"What elevated a simple traffic summons to handcuffs was Mr. Baldwin’s lack of identification and his reaction, which the police termed disorderly," writes J. David Goodman about the unfortunate incident on Tuesday, May 13 that began with Baldwin "riding his bicycle the wrong way on Fifth Avenue near 16th Street."
Goodman writes that "(c)ountless bicyclists ride the wrong way every day in New York; few end up in handcuffs for it. The police said Mr. Baldwin became belligerent with the officers, who soon placed him in handcuffs and charged him with disorderly conduct."
As for having identification, technically it is not a requirement, though there are ramifications for not carrying it. "(A) police officer can demand it when writing a summons. If none is provided, the person receiving the summons can be taken to the station house until his identity is established."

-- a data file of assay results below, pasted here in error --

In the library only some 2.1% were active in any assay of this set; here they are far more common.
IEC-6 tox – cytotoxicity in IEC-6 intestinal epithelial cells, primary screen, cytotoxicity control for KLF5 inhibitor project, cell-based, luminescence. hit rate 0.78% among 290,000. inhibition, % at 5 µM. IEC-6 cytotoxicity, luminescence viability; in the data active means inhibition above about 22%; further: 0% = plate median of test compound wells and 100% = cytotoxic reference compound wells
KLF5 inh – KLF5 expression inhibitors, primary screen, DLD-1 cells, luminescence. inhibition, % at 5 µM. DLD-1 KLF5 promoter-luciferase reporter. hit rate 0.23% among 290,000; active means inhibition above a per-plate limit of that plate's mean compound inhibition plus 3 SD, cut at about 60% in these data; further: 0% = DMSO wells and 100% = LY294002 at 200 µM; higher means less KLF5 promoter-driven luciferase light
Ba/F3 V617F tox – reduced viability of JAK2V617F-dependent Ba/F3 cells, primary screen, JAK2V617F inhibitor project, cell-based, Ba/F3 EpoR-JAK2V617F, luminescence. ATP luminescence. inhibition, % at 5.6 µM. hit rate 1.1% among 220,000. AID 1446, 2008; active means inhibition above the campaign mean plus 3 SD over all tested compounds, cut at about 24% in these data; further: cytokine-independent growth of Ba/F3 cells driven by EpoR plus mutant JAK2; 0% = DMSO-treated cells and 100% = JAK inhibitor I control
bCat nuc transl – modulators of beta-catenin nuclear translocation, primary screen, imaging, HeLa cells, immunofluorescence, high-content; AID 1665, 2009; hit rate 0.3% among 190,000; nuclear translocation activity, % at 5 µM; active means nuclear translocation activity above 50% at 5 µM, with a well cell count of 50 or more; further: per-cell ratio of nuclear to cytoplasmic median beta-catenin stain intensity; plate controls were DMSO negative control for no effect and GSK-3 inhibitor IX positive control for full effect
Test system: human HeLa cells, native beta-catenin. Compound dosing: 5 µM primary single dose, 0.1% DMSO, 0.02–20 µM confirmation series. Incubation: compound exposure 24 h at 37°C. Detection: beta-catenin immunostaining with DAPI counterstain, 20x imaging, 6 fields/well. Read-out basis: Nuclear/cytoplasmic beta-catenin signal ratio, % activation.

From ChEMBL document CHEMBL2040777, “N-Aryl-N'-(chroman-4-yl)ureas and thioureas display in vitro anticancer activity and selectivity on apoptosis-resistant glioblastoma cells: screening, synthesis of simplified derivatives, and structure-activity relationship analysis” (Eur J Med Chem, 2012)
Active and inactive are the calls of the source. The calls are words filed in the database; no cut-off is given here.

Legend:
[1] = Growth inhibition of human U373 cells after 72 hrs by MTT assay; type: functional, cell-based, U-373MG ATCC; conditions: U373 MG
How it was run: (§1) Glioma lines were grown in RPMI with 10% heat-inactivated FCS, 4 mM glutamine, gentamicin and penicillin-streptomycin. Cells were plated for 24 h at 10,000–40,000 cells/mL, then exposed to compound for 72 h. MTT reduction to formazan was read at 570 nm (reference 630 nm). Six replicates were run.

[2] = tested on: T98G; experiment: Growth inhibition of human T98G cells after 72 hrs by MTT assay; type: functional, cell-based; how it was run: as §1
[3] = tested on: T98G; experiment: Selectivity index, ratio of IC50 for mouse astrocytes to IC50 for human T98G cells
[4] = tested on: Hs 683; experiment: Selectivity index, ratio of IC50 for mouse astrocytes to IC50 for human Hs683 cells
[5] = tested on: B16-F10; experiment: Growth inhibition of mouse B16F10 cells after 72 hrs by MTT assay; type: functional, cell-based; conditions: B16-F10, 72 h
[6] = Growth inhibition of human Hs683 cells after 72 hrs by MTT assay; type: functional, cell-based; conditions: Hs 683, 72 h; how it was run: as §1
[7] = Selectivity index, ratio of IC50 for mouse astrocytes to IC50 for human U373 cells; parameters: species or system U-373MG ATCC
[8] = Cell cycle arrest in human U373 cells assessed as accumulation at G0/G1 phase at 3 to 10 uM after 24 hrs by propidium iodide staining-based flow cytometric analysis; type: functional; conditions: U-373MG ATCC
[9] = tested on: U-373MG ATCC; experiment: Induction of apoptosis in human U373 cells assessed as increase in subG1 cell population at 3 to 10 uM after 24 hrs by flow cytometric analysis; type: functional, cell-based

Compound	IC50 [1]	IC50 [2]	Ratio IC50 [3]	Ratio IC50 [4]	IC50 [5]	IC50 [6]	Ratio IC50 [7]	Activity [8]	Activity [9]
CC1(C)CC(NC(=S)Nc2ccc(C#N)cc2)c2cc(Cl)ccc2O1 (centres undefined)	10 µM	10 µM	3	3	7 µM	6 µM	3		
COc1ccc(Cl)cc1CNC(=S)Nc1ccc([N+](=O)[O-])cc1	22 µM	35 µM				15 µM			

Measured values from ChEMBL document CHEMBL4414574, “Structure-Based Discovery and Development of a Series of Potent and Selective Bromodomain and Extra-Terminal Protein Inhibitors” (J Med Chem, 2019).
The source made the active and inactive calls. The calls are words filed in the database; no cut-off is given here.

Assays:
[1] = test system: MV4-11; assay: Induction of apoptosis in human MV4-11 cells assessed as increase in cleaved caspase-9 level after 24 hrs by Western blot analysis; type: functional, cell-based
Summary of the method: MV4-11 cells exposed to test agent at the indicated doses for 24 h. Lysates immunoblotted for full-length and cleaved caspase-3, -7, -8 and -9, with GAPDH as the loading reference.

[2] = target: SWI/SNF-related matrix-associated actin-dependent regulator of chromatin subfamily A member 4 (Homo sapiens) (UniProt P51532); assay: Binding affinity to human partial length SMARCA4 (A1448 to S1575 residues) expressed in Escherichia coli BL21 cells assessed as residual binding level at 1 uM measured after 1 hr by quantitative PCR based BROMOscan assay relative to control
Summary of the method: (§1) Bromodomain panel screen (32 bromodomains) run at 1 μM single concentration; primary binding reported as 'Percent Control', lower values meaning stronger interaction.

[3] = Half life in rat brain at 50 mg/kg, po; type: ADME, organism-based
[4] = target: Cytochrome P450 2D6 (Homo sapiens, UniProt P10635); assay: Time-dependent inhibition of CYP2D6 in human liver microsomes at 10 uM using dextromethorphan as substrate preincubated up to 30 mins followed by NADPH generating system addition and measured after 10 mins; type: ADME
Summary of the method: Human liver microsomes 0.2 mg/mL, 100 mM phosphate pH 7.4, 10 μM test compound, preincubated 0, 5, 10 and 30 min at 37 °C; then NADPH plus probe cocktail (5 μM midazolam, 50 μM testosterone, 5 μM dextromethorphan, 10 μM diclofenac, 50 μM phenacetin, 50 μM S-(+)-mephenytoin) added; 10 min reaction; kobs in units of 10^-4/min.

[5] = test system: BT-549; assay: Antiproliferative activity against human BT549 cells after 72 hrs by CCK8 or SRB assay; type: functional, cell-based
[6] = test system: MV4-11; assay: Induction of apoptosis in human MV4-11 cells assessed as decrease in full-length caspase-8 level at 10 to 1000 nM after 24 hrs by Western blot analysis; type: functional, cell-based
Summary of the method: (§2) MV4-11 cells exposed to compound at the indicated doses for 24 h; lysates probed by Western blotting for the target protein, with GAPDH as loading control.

Presumably the ticket was another example of "NYPD Writing More Traffic Tickets" for the purpose of enforcing Mayor Bill De Blasio’s Vision Zero plan. As for Baldwin's setting back the bike advocacy movement in the Big Apple by "suggest(ing) the worst stereotypes of city bicyclists, for most people who were interviewed, it was about Mr. Baldwin." Caroline Samponaro, director of bicycle advocacy at Transportation Alternatives, agreed.
“I think that the whole thing is more a reflection on him than on biking and the state of biking,” she said.
No word on whether Baldwin sought to avoid payment for the traffic infraction by attending a biker's' education class.